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Religious communities in the Solomon Islands

Religious communities in the Solomon Islands

Brother Christopher John SSF

15 March 2019 1:26PM

The Minister General of the First Order Brothers of the Anglican Society of St Francis, Brother Christopher John SSF, writes about the training of novices by the religious communities in Melanesia.

I’m writing this, the first of a regular blog, in the Solomon Islands where I’m with our brothers for nearly two months visiting them and assisting their life and work in about 10 different friaries.

On the weekend of 1 – 3 March, we travelled west of Honiara out to Verana’aso, site of the Melanesian Sisters training house. There I joined with more than one hundred mainly young members of the four religious orders in the Anglican Church of Melanesia (Melanesian Brotherhood, Community of the Sisters of Melanesia, Community of the Sisters of the Church, and the Society of St Francis). It was the annual Religious Life Sunday, observed in each diocese by prayer for the religious communities and for vocations, and just by having fun together.

Novices in the communities here are measured by the truck-load, and indeed the trucks had brought in a huge gathering. The weekend included some spiritual input, worship, a singing competition (the judges diplomatically declared that every community was a winner), and to finish with, a huge feast which had taken the whole day before in preparation.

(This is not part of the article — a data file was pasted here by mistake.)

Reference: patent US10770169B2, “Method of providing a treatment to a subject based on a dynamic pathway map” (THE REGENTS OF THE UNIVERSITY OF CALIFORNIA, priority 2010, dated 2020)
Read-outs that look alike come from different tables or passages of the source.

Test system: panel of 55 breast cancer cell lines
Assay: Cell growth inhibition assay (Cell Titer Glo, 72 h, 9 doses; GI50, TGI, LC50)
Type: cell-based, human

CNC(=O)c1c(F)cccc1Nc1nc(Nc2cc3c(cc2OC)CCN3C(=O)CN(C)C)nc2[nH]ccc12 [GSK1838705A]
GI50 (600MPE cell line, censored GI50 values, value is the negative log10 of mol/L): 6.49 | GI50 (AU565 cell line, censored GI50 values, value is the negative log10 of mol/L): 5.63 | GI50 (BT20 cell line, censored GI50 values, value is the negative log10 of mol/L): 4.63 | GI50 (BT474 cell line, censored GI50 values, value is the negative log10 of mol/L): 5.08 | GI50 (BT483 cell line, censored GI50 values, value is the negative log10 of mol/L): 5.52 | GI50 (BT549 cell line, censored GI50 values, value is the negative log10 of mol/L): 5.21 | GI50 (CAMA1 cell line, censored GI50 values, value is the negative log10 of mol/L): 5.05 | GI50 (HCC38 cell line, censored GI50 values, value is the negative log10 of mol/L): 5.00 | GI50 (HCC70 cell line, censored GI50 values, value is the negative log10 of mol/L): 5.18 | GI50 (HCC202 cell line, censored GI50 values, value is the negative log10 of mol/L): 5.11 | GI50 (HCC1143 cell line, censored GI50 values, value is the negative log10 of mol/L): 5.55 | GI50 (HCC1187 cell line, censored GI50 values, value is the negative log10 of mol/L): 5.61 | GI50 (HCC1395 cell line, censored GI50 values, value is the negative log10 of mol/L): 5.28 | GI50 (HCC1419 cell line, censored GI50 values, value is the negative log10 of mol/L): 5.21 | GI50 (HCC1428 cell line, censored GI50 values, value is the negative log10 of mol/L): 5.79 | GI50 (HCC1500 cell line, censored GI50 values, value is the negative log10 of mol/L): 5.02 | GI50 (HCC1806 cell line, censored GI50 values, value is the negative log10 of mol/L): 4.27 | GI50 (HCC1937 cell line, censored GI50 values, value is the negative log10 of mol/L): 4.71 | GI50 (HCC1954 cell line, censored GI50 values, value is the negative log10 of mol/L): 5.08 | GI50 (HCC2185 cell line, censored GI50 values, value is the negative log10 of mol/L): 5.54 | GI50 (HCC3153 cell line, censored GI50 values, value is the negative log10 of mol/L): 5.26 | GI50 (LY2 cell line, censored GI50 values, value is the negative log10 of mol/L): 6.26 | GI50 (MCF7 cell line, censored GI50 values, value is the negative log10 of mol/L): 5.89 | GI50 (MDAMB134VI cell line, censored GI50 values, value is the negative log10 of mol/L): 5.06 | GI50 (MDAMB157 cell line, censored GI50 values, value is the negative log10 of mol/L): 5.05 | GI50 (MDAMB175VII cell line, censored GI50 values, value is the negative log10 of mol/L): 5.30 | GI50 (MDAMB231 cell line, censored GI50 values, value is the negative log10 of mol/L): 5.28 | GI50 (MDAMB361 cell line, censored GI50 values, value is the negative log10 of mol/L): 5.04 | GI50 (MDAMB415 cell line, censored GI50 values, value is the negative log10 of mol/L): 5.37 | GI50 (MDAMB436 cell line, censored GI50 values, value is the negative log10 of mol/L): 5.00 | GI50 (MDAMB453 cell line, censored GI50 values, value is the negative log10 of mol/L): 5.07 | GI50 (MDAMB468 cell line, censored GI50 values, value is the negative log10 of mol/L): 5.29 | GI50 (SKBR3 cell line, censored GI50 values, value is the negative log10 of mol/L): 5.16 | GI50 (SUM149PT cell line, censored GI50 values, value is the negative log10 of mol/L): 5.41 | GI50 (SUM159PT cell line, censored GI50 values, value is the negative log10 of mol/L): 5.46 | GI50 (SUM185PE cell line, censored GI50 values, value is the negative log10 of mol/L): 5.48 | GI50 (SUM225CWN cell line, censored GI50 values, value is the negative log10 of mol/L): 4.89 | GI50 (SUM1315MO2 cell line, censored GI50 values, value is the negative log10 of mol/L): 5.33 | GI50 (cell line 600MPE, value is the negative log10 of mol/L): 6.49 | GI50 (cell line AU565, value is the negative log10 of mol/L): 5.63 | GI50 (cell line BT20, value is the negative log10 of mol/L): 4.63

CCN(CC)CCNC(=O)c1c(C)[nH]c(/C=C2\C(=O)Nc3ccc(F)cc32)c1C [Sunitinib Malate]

I asked those who were there what they liked about the weekend. The answer was the same from everyone: being together and getting to know people in the other communities.

The religious communities here are a vital part of the Church and are present throughout all the dioceses of the province. Hundreds join the communities every year. For most of them the communities are a time of spiritual growth and service, and then they leave, now ready to take on the responsibilities of marriage and family life.

But they never really leave. They are forever “former brother” or “former sister” and part of the extended reach of each order. There is also a huge network of Companions, Associates, Third Order, etc, who are also part of that wider reach. Some stay longer, and a few eventually make life profession, providing a stable core of leadership.

Increasingly so the communities here are looking to mission beyond Melanesia. What they have is the joy of simple Gospel living. And this is the gift they have to share beyond their own shores.

I give thanks to God for the communities of the Anglican Church of Melanesia, and pray that they can respond to the call to share their life and faith both within the many islands of their own land, and across the seas beyond.